|Activation of a nitrifying biofilter using a pH controller (abstract)|
Drouin, H.; de la Noüe, J.; Lavoie, M. (1989). Activation of a nitrifying biofilter using a pH controller (abstract), in: De Pauw, N. et al. (Ed.) Aquaculture: a biotechnology in progress: volume 1. pp. 1069
In: De Pauw, N. et al. (Ed.) (1989). Aquaculture: a biotechnology in progress: volume 1. European Aquaculture Society: Bredene, Belgium. ISBN 90-71625-03-6. 1-592 pp., more
|Available in|| Authors |
|Document type: Conference paper|
|Authors|| || Top |
- Drouin, H.
- de la Noüe, J.
- Lavoie, M.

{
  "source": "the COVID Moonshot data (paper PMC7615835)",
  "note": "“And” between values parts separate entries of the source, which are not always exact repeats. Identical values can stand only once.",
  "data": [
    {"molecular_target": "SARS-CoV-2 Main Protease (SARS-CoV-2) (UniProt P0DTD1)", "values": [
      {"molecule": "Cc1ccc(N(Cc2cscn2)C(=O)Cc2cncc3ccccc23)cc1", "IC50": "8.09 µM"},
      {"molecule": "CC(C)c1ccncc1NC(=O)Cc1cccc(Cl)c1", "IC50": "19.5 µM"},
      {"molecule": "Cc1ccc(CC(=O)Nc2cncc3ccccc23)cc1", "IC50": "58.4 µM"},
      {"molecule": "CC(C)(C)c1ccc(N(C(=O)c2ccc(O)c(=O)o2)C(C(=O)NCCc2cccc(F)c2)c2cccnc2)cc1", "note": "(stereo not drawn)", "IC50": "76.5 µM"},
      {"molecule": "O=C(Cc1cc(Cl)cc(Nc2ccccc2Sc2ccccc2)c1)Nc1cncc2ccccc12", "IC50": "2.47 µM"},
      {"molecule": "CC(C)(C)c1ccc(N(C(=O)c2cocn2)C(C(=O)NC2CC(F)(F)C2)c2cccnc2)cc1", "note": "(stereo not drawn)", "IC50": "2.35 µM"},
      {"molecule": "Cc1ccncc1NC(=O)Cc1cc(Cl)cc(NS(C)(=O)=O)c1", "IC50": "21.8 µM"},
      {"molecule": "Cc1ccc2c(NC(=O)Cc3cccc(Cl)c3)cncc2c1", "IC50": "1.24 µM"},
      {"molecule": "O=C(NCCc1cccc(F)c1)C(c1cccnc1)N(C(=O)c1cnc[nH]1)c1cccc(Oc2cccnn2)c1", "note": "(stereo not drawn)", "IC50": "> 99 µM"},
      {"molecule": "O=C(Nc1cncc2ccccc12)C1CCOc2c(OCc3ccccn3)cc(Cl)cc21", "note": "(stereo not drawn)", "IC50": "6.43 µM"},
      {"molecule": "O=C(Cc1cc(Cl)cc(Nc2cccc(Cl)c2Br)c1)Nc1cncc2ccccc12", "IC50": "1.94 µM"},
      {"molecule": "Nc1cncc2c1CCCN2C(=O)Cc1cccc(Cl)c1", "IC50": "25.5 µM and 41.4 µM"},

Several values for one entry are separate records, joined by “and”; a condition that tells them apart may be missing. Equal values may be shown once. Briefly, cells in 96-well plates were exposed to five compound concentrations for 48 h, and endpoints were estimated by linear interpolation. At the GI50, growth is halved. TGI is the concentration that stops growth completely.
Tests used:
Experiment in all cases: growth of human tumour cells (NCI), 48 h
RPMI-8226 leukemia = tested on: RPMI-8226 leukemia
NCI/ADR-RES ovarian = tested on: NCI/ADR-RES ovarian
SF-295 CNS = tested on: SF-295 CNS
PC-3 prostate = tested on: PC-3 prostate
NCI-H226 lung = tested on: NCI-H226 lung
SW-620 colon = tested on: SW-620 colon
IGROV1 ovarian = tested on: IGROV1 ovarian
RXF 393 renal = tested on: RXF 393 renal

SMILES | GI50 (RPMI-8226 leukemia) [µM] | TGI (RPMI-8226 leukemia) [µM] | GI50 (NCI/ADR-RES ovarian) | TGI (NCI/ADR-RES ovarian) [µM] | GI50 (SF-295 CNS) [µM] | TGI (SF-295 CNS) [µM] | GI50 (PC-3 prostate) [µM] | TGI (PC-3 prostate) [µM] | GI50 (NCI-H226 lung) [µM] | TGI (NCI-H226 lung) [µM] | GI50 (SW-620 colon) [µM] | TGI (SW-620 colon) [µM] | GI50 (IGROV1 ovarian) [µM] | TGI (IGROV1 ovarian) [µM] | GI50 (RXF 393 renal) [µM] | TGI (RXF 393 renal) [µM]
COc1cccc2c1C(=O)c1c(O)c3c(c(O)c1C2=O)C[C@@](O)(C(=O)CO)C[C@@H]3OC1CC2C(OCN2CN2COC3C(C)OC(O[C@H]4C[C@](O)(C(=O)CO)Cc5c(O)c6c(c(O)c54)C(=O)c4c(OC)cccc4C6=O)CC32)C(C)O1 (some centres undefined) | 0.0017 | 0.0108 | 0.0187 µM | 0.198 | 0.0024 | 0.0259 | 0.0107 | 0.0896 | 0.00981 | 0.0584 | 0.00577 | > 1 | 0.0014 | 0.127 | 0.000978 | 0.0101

The activation of a biofilter is a slow process that generally requires between 4 and 8 weeks. The sole energy source of autotrophic nitrifying bacteria (oxidation of ammonia and nitrite) is a low-energy yielding process. The nitrifiers are thus slow growers. Our goal was to establish within the shortest possible time, a stable population of nitrifying bacteria, capable of performing upon connection to a full tank of fish. Trickling filters filled with polystyrene support (220m².m-3) were inoculated with an enriched culture prepared by incubation of sludge from a previous filter in Nitrosomonas medium (Sato ). After the exhaustion of the ammonia initially added, the filters were continuously injected with ammonia (NH4Cl), simulating a given fish load. A constant pH (8.5) was maintained by the automatic addition of sodium carbonate with a pH stat. The daily parameters followed were: NH4+, NO2-, NO3-, dissolved oxygen (DO). alkalinity, Na2CO3 consumption, and hardness. Free and immobilized nitrifiers (Nitrosomonas sp.. Nitrobacter sp.). heterotrophic bacteria, and denitrifiers were enumerated. After 6 days, the NH4+ concentration decreased below 0. 7mgI1 with a maintenance average of 0.4:tO 18mgI1. It took 8 days for NOz- to decrease below 0.5 mg.l-1 (average = 0.1:tO.13mg.l-1). The nitrate concentration reached 86.2mg.l-1 Alkalinity (as CaCO3), hardness (as CaC03), and dissolved oxygen (DO) were relatively stable with respective mean concentratioons of 170±34mg.l-1, 197±20mg.l-1 and 8.3±0.3 mg.l-1. Approximately 10g of alkalinity (as CaC03) was consumed for every g of ammonia (NH4+) injected. By using an inoculum enriched for nitrifying bacteria. and maintaining the pH at 8.5 with Na2C03 we succeeded in activating a nitrifying trickling-filter in approximately 8 days. This research was supported by FCAR-Equipe and CRSAQ grants.